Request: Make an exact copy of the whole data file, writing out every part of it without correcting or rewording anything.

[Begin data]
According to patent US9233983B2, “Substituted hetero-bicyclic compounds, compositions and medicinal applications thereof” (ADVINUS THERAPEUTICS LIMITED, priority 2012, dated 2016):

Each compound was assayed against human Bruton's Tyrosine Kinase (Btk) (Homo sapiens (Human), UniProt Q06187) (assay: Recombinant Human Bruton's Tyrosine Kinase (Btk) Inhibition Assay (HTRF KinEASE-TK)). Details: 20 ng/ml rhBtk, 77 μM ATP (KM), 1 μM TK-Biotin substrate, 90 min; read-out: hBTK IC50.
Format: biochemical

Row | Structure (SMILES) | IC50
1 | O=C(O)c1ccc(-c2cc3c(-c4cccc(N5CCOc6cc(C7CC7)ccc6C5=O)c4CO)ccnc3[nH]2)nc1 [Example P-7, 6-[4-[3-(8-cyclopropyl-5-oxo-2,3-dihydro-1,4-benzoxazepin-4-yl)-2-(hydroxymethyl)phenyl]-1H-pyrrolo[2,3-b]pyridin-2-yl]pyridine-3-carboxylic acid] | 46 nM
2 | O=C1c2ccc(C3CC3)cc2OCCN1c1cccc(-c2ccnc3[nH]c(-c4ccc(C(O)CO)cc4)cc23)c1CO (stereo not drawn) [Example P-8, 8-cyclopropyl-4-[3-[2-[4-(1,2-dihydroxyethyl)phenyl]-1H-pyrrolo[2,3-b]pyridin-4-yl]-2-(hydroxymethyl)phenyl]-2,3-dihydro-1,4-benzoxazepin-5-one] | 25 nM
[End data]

According to patent US9233983B2, “Substituted hetero-bicyclic compounds, compositions and medicinal applications thereof” (ADVINUS THERAPEUTICS LIMITED, priority 2012, dated 2016):

Each compound was assayed against human Bruton's Tyrosine Kinase (Btk) (Homo sapiens (Human), UniProt Q06187) (assay: Recombinant Human Bruton's Tyrosine Kinase (Btk) Inhibition Assay (HTRF KinEASE-TK)). Details: 20 ng/ml rhBtk, 77 μM ATP (KM), 1 μM TK-Biotin substrate, 90 min; read-out: hBTK IC50.
Format: biochemical

Row | Structure (SMILES) | IC50
1 | O=C(O)c1ccc(-c2cc3c(-c4cccc(N5CCOc6cc(C7CC7)ccc6C5=O)c4CO)ccnc3[nH]2)nc1 [Example P-7, 6-[4-[3-(8-cyclopropyl-5-oxo-2,3-dihydro-1,4-benzoxazepin-4-yl)-2-(hydroxymethyl)phenyl]-1H-pyrrolo[2,3-b]pyridin-2-yl]pyridine-3-carboxylic acid] | 46 nM
2 | O=C1c2ccc(C3CC3)cc2OCCN1c1cccc(-c2ccnc3[nH]c(-c4ccc(C(O)CO)cc4)cc23)c1CO (stereo not drawn) [Example P-8, 8-cyclopropyl-4-[3-[2-[4-(1,2-dihydroxyethyl)phenyl]-1H-pyrrolo[2,3-b]pyridin-4-yl]-2-(hydroxymethyl)phenyl]-2,3-dihydro-1,4-benzoxazepin-5-one] | 25 nM